Skip to contents
Gambling

The Government Is Letting Sports Books Screw You

NASHVILLE, TN - OCTOBER 13: Detail view of a DraftKings Sportsbook advertisement during the first period of the NHL game between the Nashville Predators and the Dallas Stars at Bridgestone Arena on October 13, 2022 in Nashville, Tennessee.
Brett Carlsen/Getty Images

It has been more than four years since the Supreme Court overturned a federal sports betting ban that had been in place since 1992. At first sports bets were just a thing you could do at Delaware horse tracks. But now sports betting is legal in 36 states, and its advertisements have taken over sports broadcasts. Watching a sporting event now is being reminded constantly that you could be doing more than just passively enjoying the game. You could become a winner yourself!

Obviously casinos don’t really have too many winners—they’d go out of business if they did. But if you do consistently win big in the books, they have a strategy to make sure you don’t keep doing it: They can limit your action. That’s the point of a story by Danny Funt in today’s Washington Post. Funt talks to sports bettors who have been throttled by the books after winning too much. Beau Wagner, whose anecdote opens the story, won $50,000 on a $1,000 bet that Evan Fournier would be the leading scorer in a Celtics/Knicks game last January. DraftKings congratulated him in a tweet. Then it stopped allowing him to place big bets.

This is normal. In most states, casinos can ban you for, say, counting cards in blackjack. Card counting—a blackjack strategy which allows players to decipher if the player or dealer has the edge by, um, counting cards—is legal. But casinos are allowed to kick out players for almost any reason; if a place like Circus Circus wants to stop you from gambling, it can. It’s not fair, and card counting is not cheating, but that’s not the point: Casinos are in the business of taking your money, and they will absolutely kick you out if you take too much of theirs. One exception is New Jersey, where the law prohibits sportsbooks from banning customers for being too good. But all states allow books to throttle their customers—limiting the amount wagered by winning customers.

It feels a little scammy, as Wagner told the Post: “The major problem I have is that DraftKings used my ticket to make it seem like you can win big, just like they do in their commercials. You promote my tweet and literally the next morning, I’m limited.” A week after his big win, Wagner told the paper he was only allowed to place a bet of $3.63 on the DraftKings app. DK wouldn’t comment. And the Post’s Funt, after talking to 20 bookmakers and “accomplished bettors,” writes that savvy bettors are being limited faster than they have in the past.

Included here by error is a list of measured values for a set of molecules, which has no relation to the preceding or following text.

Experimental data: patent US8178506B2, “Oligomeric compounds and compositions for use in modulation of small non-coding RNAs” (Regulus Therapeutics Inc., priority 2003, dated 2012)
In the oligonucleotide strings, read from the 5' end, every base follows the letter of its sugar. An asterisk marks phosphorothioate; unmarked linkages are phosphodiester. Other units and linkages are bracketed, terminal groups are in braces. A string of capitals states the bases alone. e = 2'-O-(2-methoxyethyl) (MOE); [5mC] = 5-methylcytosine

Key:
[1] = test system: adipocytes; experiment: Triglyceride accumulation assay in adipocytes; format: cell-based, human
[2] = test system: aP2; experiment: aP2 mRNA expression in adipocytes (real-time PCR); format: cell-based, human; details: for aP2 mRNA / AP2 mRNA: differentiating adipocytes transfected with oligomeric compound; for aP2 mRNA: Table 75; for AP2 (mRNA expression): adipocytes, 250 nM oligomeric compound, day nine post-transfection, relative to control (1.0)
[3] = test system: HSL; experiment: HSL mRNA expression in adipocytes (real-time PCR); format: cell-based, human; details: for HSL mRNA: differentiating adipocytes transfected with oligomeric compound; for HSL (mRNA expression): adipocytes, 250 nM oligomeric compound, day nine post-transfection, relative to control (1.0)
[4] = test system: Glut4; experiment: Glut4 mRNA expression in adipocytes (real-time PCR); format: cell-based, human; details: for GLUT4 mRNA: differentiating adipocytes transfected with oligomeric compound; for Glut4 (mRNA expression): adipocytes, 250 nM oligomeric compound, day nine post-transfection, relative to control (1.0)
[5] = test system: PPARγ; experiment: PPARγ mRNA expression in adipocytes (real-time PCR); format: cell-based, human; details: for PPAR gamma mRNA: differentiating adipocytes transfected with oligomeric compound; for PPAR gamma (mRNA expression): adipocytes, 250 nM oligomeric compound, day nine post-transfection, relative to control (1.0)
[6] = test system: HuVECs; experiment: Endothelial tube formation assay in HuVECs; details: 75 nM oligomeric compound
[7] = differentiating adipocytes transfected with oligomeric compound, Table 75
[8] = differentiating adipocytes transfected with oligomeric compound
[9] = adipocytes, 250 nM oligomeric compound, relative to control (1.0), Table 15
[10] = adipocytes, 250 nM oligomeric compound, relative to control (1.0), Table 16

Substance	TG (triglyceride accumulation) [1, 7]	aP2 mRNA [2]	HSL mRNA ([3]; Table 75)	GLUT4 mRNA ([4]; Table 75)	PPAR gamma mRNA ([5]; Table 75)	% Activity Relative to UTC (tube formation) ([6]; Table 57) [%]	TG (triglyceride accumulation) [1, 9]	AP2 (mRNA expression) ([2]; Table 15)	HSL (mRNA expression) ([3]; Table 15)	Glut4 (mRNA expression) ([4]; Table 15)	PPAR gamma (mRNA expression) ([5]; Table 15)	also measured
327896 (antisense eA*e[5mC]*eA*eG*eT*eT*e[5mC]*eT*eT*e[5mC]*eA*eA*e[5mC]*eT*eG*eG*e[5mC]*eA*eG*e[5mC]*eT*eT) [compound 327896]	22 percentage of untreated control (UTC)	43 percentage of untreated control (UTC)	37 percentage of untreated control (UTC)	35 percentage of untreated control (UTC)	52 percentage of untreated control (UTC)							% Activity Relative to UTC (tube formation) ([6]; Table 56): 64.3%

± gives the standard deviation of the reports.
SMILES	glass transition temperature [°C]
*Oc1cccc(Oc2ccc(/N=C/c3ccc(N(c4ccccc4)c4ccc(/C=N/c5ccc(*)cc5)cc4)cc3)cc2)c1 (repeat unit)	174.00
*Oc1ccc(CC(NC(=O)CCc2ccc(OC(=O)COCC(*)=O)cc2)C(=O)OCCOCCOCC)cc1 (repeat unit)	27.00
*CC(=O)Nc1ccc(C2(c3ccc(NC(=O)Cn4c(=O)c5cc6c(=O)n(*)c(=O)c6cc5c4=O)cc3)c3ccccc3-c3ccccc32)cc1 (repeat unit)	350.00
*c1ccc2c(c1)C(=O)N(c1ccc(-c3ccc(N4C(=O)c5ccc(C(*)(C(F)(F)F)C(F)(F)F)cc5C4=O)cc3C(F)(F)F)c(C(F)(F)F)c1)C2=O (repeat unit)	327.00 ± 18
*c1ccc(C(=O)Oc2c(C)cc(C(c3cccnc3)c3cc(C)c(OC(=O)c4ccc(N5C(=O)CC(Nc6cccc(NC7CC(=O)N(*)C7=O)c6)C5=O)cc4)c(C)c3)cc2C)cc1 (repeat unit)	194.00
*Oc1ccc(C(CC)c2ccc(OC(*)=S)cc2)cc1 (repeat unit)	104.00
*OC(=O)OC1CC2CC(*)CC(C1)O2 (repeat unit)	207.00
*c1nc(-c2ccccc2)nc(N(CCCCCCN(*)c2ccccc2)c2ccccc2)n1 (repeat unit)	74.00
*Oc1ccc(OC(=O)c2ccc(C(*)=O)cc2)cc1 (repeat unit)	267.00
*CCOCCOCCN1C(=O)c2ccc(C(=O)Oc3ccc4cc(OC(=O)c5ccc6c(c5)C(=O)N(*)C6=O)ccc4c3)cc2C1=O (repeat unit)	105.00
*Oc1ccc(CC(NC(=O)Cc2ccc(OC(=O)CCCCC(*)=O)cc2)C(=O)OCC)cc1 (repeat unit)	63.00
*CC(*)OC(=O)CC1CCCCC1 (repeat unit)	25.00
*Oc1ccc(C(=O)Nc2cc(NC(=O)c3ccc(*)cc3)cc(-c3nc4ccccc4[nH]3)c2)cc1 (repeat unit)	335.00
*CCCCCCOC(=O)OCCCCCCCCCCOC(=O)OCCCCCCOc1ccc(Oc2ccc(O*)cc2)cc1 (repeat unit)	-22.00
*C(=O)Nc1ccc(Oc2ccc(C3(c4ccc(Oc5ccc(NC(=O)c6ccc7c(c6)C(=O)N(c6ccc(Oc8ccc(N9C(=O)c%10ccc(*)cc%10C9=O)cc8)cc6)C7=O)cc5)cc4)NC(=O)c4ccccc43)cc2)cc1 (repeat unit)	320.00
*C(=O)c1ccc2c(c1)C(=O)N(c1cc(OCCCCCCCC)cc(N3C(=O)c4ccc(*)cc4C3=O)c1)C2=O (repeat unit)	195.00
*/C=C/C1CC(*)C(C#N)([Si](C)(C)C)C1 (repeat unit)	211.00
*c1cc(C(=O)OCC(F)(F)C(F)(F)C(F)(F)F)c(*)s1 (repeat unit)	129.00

The nature of online sportsbooks makes this easier. If you go into a casino to place a bet, they might just check your ID for your age. They might not card you at all. (I am 39; I am carded maybe half the time at Philly-area and Jersey casinos.) Some websites offer tips on disguising yourself to avoid the attention of casino pit bosses. High-level bettors may have associates who place bets for them at multiple casinos. One can also do this online, but the nature of that system makes it easier for casinos to catch successful bettors.

The sportsbooks are embarrassed about this, too. DraftKings and other books wouldn’t comment to the Post about banning customers. They would rather you think that everybody wins. In reality the winners are often prevented from winning much more. The casinos, for their part, are open about this when they’re not dodging questions from the press. DK CEO Jason Robins told investors: “This is an entertainment activity. People who are doing this for profit are not the players we want.”

In a free market, this would be perfectly fair. Customers throttled by one book could just go down the street to another. And, in fact, this can happen in places like Las Vegas. Circa, on Fremont Street, is known for offering all players the same limits. (Limits on MLB moneylines, for example, are $3,000. But players can re-bet and Circa says it will often take larger bets at the counter.) But in states where gambling is more restricted, players are often stuck.

And this is wrong. Unless you are Apollo Global Management, casino licenses are licenses to print money. The government hands them out in ways that enrich the politically connected. And then, when the licensees happen to lose some money to a customer, the government allows them to make sure it doesn’t happen again. Sports books are handed an exclusive money printer. When they use it incorrectly, or break it, they shouldn’t get to take it out on customers. Sportsbooks should have the same limits for all customers. Otherwise, it’s basically the government allowing the politically connected to have their thumb on the scale. Yeah, I know. Not much of a surprise. But still.